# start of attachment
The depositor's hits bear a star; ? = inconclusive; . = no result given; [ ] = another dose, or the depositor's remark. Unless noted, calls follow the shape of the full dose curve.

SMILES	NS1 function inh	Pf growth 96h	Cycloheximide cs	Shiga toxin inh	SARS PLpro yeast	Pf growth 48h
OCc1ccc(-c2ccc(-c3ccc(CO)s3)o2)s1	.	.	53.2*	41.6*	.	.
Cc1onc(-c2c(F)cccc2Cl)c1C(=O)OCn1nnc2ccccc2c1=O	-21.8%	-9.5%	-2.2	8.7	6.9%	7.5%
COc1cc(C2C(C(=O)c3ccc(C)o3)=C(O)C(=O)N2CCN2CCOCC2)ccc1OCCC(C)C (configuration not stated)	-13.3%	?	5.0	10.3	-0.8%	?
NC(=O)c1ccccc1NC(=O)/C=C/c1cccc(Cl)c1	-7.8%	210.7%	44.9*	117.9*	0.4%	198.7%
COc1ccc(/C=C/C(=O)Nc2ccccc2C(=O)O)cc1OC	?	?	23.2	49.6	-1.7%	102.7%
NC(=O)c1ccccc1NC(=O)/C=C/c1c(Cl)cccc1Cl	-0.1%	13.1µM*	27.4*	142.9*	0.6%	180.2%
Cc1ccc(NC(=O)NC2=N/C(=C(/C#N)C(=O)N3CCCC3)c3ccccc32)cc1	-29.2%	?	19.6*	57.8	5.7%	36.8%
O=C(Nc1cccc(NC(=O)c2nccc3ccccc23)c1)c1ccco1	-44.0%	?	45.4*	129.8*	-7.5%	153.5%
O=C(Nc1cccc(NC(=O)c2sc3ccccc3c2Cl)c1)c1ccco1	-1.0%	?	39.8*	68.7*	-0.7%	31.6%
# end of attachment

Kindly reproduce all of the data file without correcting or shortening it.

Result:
The depositor's hits bear a star; ? = inconclusive; . = no result given; [ ] = another dose, or the depositor's remark. Unless noted, calls follow the shape of the full dose curve.

SMILES	NS1 function inh	Pf growth 96h	Cycloheximide cs	Shiga toxin inh	SARS PLpro yeast	Pf growth 48h
OCc1ccc(-c2ccc(-c3ccc(CO)s3)o2)s1	.	.	53.2*	41.6*	.	.
Cc1onc(-c2c(F)cccc2Cl)c1C(=O)OCn1nnc2ccccc2c1=O	-21.8%	-9.5%	-2.2	8.7	6.9%	7.5%
COc1cc(C2C(C(=O)c3ccc(C)o3)=C(O)C(=O)N2CCN2CCOCC2)ccc1OCCC(C)C (configuration not stated)	-13.3%	?	5.0	10.3	-0.8%	?
NC(=O)c1ccccc1NC(=O)/C=C/c1cccc(Cl)c1	-7.8%	210.7%	44.9*	117.9*	0.4%	198.7%
COc1ccc(/C=C/C(=O)Nc2ccccc2C(=O)O)cc1OC	?	?	23.2	49.6	-1.7%	102.7%
NC(=O)c1ccccc1NC(=O)/C=C/c1c(Cl)cccc1Cl	-0.1%	13.1µM*	27.4*	142.9*	0.6%	180.2%
Cc1ccc(NC(=O)NC2=N/C(=C(/C#N)C(=O)N3CCCC3)c3ccccc32)cc1	-29.2%	?	19.6*	57.8	5.7%	36.8%
O=C(Nc1cccc(NC(=O)c2nccc3ccccc23)c1)c1ccco1	-44.0%	?	45.4*	129.8*	-7.5%	153.5%
O=C(Nc1cccc(NC(=O)c2sc3ccccc3c2Cl)c1)c1ccco1	-1.0%	?	39.8*	68.7*	-0.7%	31.6%